On review aggregator website Rotten Tomatoes, the film has an approval rating of 71% based on 113 reviews, with an average rating of 6/10. The site's critical consensus reads, "Happy Death Day puts a darkly humorous sci-fi spin on slasher conventions, with added edge courtesy of a starmaking performance from Jessica Rothe."[20] On Metacritic, the film has a weighted average score of 57 out of 100, based on 26 critics, indicating "mixed or average reviews".[21] Audiences polled by CinemaScore gave the film an average grade of "B" on an A+ to F scale.[5]

Critics noted that although the film makes laudatory attempts at merging genres--including romantic comedy, horror and "campus satire"-- the end results were mixed.[22] Jamie East from The Sun likened it to a "slasher Mean Girls," while Chris Agar of Screen Rant observed that the "fun, if silly, blending of genre tropes...ends up being a double-edged sword."[23][24]

Possible sequel

Director Christopher B. Landon talked about the possibility of a sequel, and it would focus on why Tree went into a time loop.[25]

See also

References

  1. ^ "Happy Death Day (2017)". British Board of Film Classification. Retrieved September 28, 2017.
  2. ^ a b c "Happy Death Day (2017)". Box Office Mojo. Retrieved December 9, 2017.
  3. ^ Miska, Brad (April 20, 2017). "Get Scared 'Half to Death' This October". Bloody Disgusting. Retrieved April 20, 2017.
  4. ^ Giles, Jeff (October 12, 2017). "Happy Death Day Is Familiar but Fun". Rotten Tomatoes. Retrieved October 13, 2017.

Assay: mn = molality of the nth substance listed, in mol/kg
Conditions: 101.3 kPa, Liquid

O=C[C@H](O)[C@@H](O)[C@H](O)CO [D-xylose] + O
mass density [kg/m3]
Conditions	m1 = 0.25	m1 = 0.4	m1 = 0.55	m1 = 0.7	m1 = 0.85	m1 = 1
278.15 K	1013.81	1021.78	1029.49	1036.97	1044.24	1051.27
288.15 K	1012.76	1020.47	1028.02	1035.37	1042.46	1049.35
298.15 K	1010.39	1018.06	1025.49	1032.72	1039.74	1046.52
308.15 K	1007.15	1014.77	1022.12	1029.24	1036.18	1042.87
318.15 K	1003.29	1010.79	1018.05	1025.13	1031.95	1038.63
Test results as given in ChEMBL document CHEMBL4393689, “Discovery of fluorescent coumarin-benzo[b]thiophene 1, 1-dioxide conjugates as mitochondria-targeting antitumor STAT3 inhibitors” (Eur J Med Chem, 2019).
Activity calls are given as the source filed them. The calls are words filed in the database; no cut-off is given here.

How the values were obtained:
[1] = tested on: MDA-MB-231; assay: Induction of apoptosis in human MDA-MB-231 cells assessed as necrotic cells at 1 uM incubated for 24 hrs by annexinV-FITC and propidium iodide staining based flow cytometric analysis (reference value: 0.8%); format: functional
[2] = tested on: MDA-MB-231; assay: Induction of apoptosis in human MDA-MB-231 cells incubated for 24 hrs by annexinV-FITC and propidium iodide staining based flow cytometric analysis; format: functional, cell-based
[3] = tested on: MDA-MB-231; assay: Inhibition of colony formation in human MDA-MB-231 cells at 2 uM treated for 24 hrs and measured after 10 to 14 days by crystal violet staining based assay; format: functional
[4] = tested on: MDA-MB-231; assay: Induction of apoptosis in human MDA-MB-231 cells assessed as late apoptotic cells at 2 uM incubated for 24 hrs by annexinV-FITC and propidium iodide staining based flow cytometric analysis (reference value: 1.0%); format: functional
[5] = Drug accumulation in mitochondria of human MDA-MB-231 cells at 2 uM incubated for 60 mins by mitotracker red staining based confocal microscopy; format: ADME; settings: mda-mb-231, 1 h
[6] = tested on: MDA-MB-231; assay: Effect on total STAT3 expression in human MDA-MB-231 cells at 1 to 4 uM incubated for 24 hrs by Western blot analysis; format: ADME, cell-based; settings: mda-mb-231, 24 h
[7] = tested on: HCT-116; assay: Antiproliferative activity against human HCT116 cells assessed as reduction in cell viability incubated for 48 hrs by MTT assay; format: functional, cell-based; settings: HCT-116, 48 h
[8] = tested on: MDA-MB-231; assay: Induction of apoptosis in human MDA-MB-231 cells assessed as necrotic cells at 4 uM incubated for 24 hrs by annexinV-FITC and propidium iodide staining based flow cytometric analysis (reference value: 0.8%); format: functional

5. ^ a b c Anthony D'Alessandro. "Blumhouse Has Plenty To Smile About As 'Happy Death Day' Scares Up $26M+ Opening". Deadline.com. Retrieved October 15, 2017.
  6. ^ "How it took nearly 10 years to make the horror movie 'Happy Death Day'". October 4, 2017.
  7. ^ "THE STORY BEHIND 'HAPPY DEATH DAYS CREEPY BABY MASK AND TREE'S BEST LINES". October 12, 2017. Retrieved October 17, 2017.
  8. ^ "Happy Death Day Influences: 10 Movies That Inspired the Director".
  9. ^ "EXCLUSIVE: Megan Fox Joins Half to Death". Beyond Hollywood. July 15, 2007. Retrieved September 27, 2017.
  10. ^ McNary, Dave (October 11, 2016). "Jessica Rothe Starring in Horror Movie 'Half to Death'". Variety. Retrieved April 20, 2017.
  11. ^ McNary, Dave (November 8, 2016). "Ruby Modine Joins Horror Movie 'Half to Death'". Variety. Retrieved April 20, 2017.